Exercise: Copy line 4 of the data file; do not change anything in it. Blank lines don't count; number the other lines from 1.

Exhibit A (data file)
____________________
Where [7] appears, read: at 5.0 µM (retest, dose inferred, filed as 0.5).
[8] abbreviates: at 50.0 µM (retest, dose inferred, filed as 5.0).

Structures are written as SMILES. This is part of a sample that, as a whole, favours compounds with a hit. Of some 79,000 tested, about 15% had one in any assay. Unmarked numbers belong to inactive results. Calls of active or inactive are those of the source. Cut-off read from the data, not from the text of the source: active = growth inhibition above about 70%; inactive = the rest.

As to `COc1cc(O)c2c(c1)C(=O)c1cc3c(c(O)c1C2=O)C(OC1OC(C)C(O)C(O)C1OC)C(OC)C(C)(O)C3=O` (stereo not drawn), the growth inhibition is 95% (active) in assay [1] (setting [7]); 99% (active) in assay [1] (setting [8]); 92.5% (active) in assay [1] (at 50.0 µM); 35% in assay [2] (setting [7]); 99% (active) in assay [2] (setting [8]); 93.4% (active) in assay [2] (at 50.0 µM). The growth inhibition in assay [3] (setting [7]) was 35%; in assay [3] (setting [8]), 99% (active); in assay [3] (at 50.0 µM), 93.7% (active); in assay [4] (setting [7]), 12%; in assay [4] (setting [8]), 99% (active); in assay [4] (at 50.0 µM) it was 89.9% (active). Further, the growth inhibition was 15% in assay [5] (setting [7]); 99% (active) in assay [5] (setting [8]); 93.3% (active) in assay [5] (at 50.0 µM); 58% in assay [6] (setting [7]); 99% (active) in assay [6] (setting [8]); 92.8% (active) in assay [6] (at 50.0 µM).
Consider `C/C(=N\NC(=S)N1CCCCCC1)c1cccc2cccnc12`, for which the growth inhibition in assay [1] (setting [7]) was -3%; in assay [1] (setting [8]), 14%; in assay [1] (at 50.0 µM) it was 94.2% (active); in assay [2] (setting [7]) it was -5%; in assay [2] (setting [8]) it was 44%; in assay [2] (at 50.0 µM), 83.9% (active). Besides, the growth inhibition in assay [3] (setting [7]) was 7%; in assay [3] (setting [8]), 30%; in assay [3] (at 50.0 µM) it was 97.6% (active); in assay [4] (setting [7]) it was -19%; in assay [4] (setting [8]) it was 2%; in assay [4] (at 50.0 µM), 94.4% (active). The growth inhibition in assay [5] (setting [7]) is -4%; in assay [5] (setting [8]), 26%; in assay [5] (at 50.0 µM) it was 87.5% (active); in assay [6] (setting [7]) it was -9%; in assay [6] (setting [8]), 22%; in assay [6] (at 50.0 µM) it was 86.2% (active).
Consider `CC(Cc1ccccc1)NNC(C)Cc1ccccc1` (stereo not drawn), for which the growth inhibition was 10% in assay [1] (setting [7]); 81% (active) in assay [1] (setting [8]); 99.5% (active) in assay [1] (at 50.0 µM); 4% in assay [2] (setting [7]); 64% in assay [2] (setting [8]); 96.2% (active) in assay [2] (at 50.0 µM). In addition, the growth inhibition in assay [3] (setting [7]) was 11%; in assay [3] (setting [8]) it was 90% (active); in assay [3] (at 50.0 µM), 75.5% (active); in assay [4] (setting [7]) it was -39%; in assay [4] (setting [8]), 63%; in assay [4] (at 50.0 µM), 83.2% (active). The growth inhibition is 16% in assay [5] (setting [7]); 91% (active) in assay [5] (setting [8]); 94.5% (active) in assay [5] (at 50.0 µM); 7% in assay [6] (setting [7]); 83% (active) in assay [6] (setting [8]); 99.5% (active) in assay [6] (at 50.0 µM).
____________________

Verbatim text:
As to `COc1cc(O)c2c(c1)C(=O)c1cc3c(c(O)c1C2=O)C(OC1OC(C)C(O)C(O)C1OC)C(OC)C(C)(O)C3=O` (stereo not drawn), the growth inhibition is 95% (active) in assay [1] (setting [7]); 99% (active) in assay [1] (setting [8]); 92.5% (active) in assay [1] (at 50.0 µM); 35% in assay [2] (setting [7]); 99% (active) in assay [2] (setting [8]); 93.4% (active) in assay [2] (at 50.0 µM). The growth inhibition in assay [3] (setting [7]) was 35%; in assay [3] (setting [8]), 99% (active); in assay [3] (at 50.0 µM), 93.7% (active); in assay [4] (setting [7]), 12%; in assay [4] (setting [8]), 99% (active); in assay [4] (at 50.0 µM) it was 89.9% (active). Further, the growth inhibition was 15% in assay [5] (setting [7]); 99% (active) in assay [5] (setting [8]); 93.3% (active) in assay [5] (at 50.0 µM); 58% in assay [6] (setting [7]); 99% (active) in assay [6] (setting [8]); 92.8% (active) in assay [6] (at 50.0 µM).